We should be explaining why each part of our agenda is relevant not only to addressing the economic crisis we have been dragged into, but strengthening all aspects of modern Britain. If we fail to do that then we do not deserve to form a Government.

We need to give people a positive reason to vote Conservative, not let people be negative in the hope they choose not to vote Labour. We need people to want to come into our tent because of what we will offer, not be content with them refusing to enter Labour's one.

London Tory - No party in the post war period has been 25% ahead at an actual election. I will posit that both the 8 point lead and the 25 point leads are erroneous!

We now need to keep refering to this as the 'Labour-recession' and keep talking about creating the 'New Economy'. Its time to create clear blue water all over again.

Re: Tony Sharp 09:468..

Excellent post - exactly the type of common sense approach we need..

Let's hope the great and the good take the time to read it!

Where the HELL are Cameron and Osbourne? Imagine Labour in opposition pre-1997. They would have authoritative shadow ministers complete with cutting key messages on every radio and TV channel. The newspapers would be full of their cribsheet messages and the activists would have a killer narrative on the doorstep.

Contrast that with our current position of almost being like animals caught in the headlights. Our pathetic front bench can only be found attempting to justify where they go on holiday and who they talk to.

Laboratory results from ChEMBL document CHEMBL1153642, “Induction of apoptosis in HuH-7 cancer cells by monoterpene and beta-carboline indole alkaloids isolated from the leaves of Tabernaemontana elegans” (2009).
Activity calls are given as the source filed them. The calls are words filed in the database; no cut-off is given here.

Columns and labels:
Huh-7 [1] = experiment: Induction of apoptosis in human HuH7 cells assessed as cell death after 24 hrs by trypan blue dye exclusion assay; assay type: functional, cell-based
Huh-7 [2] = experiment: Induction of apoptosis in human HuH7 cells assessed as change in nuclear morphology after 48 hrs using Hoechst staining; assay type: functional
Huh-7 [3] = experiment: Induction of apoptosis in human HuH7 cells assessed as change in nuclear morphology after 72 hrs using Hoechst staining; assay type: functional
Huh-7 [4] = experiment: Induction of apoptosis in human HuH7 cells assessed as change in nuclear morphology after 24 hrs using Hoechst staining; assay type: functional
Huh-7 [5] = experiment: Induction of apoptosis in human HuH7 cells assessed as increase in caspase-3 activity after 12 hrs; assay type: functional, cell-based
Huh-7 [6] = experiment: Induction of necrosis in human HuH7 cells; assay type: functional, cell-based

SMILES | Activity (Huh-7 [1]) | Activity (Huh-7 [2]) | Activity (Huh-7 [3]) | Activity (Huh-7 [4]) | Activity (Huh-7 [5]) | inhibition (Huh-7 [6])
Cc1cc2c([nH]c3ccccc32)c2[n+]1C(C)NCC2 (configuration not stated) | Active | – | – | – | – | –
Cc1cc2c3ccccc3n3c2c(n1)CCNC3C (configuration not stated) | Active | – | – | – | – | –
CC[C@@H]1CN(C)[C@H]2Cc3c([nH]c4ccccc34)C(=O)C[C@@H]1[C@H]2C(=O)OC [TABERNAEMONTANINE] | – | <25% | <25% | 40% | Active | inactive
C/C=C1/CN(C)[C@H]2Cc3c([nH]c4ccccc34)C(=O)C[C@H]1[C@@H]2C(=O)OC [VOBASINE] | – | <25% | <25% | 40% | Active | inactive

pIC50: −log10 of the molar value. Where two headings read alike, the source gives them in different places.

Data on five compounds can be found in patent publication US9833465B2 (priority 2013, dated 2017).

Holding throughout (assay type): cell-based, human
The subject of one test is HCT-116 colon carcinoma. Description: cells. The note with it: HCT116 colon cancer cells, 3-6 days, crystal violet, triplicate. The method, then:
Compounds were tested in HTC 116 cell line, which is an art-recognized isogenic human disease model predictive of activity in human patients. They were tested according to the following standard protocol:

Bring back Ken Clarke! The Labour party would be petrified by someone who's ability far outshines theirs and who's authority with the City and the public is impeccable.

I'm not in the least surprised that the Tory lead is slipping. As Brown digs a deeper and deeper hole for him and us the Tories sit there mesmerised and unable to shoot at an open goal.

The Tory leadership has broken down.

PHI notices it as do the comments in the Independent. The Telegraph today gives Cameron a boost in its page 4 headline but what he actually said is a very small part of the article - correct approach but thin - oh so thin - in substance. A mass rally in Trafalgar might wake the country up.!!

Brown is wrong and his policies will lead us to collapse. His bank bail-outs are malformed and his "borrowing" is suicidal.

This needs shouting from the rooftops not whisperedd as a sondbikte to an odd journalist or interviewer.

Set up a major speech opportunity somewhere and launch a counter-offensive before Brown gets even more momentum.

I want the party to win but this shower - useless.

Oh and send the egotist on a sabbatical somewhere - "The Priory" perhaps.

Even through I am a lifelong tory and former ppc, unless Osbourne and Cameron demonstrate some economic competence soon, come the election I shall hold my nose and put the country's well being before party allegiance and vote Labour.